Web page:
One of the reviewers on Amazon.com drew a moral or at least humanistic motivation from the ideas in the book. That's interesting to me because the same question drove me to write Canman, and I ultimately came to similar conclusions.

The D Canon

Okay, I admit I was impressed with the cannons in the 1812 overture. But that's nothing compared to this.


Canned Patriotism

The Spring faculty art show went up this week, and I loved this piece by Jean Grosser (reproduced here with permission). Jean's comments:

The title is Warhol's Johns a reference to Warhol's soup can paintings and Jasper Johns paintings of the American flag from the 1950s (hence the 48 "stars"). [...] All the canned food will be donated to the Harvest Hope Food Bank at the close of the show.
I thought it was ingenious to use the soup cans to make stripes.


A Wariety of Complaints

Everyone is entitled to a pet peeve or three. I had to leave mine in quarantine when we went to Europe this summer, but they're back now. First, a minor irritation: why do people say 'that' when they mean 'who'? As in: "I have a friend that really likes French fries." instead of "I have a friend who..." It's disrespectful.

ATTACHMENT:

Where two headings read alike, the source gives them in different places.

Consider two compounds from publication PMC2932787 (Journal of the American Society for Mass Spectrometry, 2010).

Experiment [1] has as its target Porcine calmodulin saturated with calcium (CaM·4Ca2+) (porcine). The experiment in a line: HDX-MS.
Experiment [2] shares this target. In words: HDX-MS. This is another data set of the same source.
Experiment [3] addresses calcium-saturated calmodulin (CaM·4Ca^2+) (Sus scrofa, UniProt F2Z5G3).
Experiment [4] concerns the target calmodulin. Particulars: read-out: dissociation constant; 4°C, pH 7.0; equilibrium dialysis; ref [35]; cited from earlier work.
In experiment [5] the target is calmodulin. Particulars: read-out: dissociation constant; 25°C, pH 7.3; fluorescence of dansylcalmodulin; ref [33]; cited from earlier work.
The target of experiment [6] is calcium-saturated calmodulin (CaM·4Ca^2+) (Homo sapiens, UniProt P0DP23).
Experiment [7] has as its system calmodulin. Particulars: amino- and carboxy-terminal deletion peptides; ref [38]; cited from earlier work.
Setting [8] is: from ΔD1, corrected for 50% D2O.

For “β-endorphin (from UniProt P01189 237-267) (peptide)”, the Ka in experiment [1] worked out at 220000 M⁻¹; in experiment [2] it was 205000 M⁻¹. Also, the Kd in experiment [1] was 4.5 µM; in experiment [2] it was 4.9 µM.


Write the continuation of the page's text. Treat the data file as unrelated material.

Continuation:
Another one that comes up on the news after a car crash: "the vehicle was traveling at a high rate of speed." What they mean is that the car was going fast, or traveling at high speed, if you prefer. The "rate" of speed is meaningless unless you mean the rate of change of speed, which is acceleration. Now it's undoubtedly true that the car accelerated quickly and negatively when it hit the tree/other car/cliff. I don't think that's what they mean, though.

I'm on a roll now. "Momentarily" is another word that makes me cringe. Apparently the writers of the dictionary have given up and provided a secondary definition for the word: "in a moment." What it really means (according to me) is "for a moment." So when the flight attendant announces that we'll be landing momentarily, I wonder if I'll have time to get off.